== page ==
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a garden in geyserville Print
Written by Nikitas Magel   

Pressing Pumice at Garden CreekJM:  (con'd) But I think that what happens with any native fermentation — if you're in a really clean winery that doesn't have a lot of commercially propagated yeast — is that you're going to get a much, much more diverse fermentation, because you're going to have all these different families of yeast starting to ferment in the beginning.  The weakest ones die off, strong ones propagate, and then the stronger ones take over the weaker ones.  You get this chain that builds up until the last couple of dominant strains of yeast finish the fermentation out.  And within that curve, I feel you get many more complexities and nuances that show up in your wine because of that.  But with that, I think some winemakers would say that there's no such thing as a native yeast; you're just using a yeast that's floating around within the industry.  They don't feel that going native in a fermentation is going to make that wine any better than going with a commercial yeast that they choose.

NM:  Okay, so instead of 'native' yeast, let's just call it 'ambient' yeast.  Other than the use of ambient yeast, are there any other winemaking practices that you feel produce the results that you're most pleased with, and which your neighbor perhaps might not?

JM:  Extended cold soaks are another thing Karen and I do.  We're cold-soaking some lots for two weeks before we let them warm up and start to ferment.  And we do all our fermentations with whole-berries; we don't crush them.  We get all those berries into a tank, adding about 150 pounds of dry ice per ton in order to get those tanks chilled and sparged down with CO2 to remove as much oxygen off the fresh fruit as possible (the more oxygen you get on that juice before it starts to ferment will oxidize it and make it lose fruit freshness, nuances, and aromatics).  In that process we hold [the berries] in tank for one to two weeks, and punch them down about three to four times per day to fully macerate the fruit.  In doing so, we're breaking up the skins gently in the juice in a non-oxygenated environment, extracting as much color and flavor that we possibly can off of those skins — all before we start the fermentation.  Karen and I have always felt that when fruit is really cold in a tank, just cold berries and juice, you can get away with really beating those things up!  I mean, you can beat them up hard, and you don't get the harsh tannins.  As soon as you start the fermentation and allow it to warm up, if  you beat up the fruit too hard then, you start to extract some pretty serious tannins.  So the cold soaking allows us to extract a lot of depth out of the fruit before we start the fermentation. Once we get to the fermentation stage, we've already got all the extraction we want, so we take the yeast and say, "Hey, you know what, you guys?  You consume the sugar, and we'll manage you with some air and some pump-overs to build the tannins right where we want them."  And in most cases, we get the tanks down to 2 brix, then we close them up and let them sit; we don't even touch them after 2 brix.  The wines then goes dry on their own, the cap sits on top, and we let them go through an extended maceration.  This is all done instead of starting the fermentation immediately and worrying about extracting a bunch of color in the first two days before it really gets going.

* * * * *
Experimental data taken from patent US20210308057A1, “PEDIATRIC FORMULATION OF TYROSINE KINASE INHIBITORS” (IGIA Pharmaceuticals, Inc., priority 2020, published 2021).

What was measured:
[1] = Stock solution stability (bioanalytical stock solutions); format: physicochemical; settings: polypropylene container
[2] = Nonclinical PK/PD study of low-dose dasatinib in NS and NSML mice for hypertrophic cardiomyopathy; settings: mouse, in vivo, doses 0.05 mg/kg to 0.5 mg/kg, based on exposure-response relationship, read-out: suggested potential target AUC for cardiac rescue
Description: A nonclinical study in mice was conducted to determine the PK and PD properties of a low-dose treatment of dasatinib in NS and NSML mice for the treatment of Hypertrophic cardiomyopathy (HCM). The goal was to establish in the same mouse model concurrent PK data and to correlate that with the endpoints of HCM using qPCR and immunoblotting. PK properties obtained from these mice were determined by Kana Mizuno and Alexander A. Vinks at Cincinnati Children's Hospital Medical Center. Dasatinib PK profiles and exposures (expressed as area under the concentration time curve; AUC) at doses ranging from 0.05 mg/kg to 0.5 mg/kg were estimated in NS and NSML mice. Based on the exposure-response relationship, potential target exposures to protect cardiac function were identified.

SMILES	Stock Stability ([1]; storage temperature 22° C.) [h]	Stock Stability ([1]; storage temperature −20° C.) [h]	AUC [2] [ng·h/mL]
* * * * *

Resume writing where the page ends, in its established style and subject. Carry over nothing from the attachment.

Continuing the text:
NM:  You mentioned pump-overs.  Isn't that a harsher technique?

"We want to make a wine that is unique to our soil, our vines, whom we are, the climate that we're in. To do that, one of the things we do is letting the fermentations go naturally."

JM:  Well, let me clarify what our pump-overs are.  We do a gravity splash.  So, in a traditional pump-over you usually have a splash cart underneath the tank, the wine goes into the splash cart, aerates a bit, and then gets pumped to the top of the tank and over the cap, breaking the cap up.  Karen and I use little transfer tanks that are stackable.  So when I speak of a 'pump-over,' we lift the tank up in the air, put an '90' on it, open the valve that splashes down into the splash cart (which is about 100 gallons), fill the splash cart up, set the tank down, lift the splash cart up over the top of that tank, open the valve up…  So we're not using a pump; we're using gravity.

NM: So it's technically not a pump. But might not one argue that even the gravity splash, although to a lesser degree, is still rough on the fruit — as opposed to allowing the entire tank to just be, and periodically submerging the cap gently?

JM: Yes, definitely so. But what we're also doing is keeping air on the yeast. All fermentations (besides whites), if you're going to have skins in there, are going to get warm. I think it's really important to keep a healthy, clean-smelling fermentation. I don't know if you've smelled tanks that smell a little funky or rotten-eggy — what we call 'reduced' — no good! You can walk into the winery and when one of those guys starts smelling a little funky, you smell it immediately! I'll go hunting down for which one it is, lifting the tops up, then find it, pull it out, give it a little bit of air, and in a few minutes it smells clean again. Everybody makes wine differently, but I think keeping a clean, healthy, fresh fermentation plays a very important role.



 

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